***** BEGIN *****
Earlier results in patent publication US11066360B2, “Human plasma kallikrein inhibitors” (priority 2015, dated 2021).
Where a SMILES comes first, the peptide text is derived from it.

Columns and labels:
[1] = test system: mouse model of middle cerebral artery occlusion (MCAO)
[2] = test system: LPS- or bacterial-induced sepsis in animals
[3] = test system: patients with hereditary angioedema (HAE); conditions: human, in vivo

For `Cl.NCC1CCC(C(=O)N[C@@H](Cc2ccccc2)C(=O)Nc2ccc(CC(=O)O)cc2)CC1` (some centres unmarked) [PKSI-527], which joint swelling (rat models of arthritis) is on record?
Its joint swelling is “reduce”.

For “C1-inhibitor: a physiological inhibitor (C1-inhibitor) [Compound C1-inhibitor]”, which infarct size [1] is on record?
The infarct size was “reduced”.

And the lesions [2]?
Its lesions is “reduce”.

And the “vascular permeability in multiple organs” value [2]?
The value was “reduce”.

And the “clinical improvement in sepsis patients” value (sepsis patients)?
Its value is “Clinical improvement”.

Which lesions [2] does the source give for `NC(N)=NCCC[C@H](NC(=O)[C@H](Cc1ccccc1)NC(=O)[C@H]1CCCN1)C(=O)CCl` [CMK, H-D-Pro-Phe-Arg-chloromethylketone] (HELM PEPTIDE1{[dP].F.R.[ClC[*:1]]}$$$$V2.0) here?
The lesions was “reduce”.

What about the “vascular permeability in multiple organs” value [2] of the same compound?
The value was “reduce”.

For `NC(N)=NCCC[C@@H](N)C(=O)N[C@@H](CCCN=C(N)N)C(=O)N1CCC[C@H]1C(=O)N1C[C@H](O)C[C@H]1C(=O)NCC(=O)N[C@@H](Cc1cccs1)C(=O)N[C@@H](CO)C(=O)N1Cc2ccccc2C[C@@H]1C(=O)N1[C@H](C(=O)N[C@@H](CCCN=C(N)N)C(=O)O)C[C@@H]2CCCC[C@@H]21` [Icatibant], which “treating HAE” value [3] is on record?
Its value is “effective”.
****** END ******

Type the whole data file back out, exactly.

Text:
Earlier results in patent publication US11066360B2, “Human plasma kallikrein inhibitors” (priority 2015, dated 2021).
Where a SMILES comes first, the peptide text is derived from it.

Columns and labels:
[1] = test system: mouse model of middle cerebral artery occlusion (MCAO)
[2] = test system: LPS- or bacterial-induced sepsis in animals
[3] = test system: patients with hereditary angioedema (HAE); conditions: human, in vivo

For `Cl.NCC1CCC(C(=O)N[C@@H](Cc2ccccc2)C(=O)Nc2ccc(CC(=O)O)cc2)CC1` (some centres unmarked) [PKSI-527], which joint swelling (rat models of arthritis) is on record?
Its joint swelling is “reduce”.

For “C1-inhibitor: a physiological inhibitor (C1-inhibitor) [Compound C1-inhibitor]”, which infarct size [1] is on record?
The infarct size was “reduced”.

And the lesions [2]?
Its lesions is “reduce”.

And the “vascular permeability in multiple organs” value [2]?
The value was “reduce”.

And the “clinical improvement in sepsis patients” value (sepsis patients)?
Its value is “Clinical improvement”.

Which lesions [2] does the source give for `NC(N)=NCCC[C@H](NC(=O)[C@H](Cc1ccccc1)NC(=O)[C@H]1CCCN1)C(=O)CCl` [CMK, H-D-Pro-Phe-Arg-chloromethylketone] (HELM PEPTIDE1{[dP].F.R.[ClC[*:1]]}$$$$V2.0) here?
The lesions was “reduce”.

What about the “vascular permeability in multiple organs” value [2] of the same compound?
The value was “reduce”.

For `NC(N)=NCCC[C@@H](N)C(=O)N[C@@H](CCCN=C(N)N)C(=O)N1CCC[C@H]1C(=O)N1C[C@H](O)C[C@H]1C(=O)NCC(=O)N[C@@H](Cc1cccs1)C(=O)N[C@@H](CO)C(=O)N1Cc2ccccc2C[C@@H]1C(=O)N1[C@H](C(=O)N[C@@H](CCCN=C(N)N)C(=O)O)C[C@@H]2CCCC[C@@H]21` [Icatibant], which “treating HAE” value [3] is on record?
Its value is “effective”.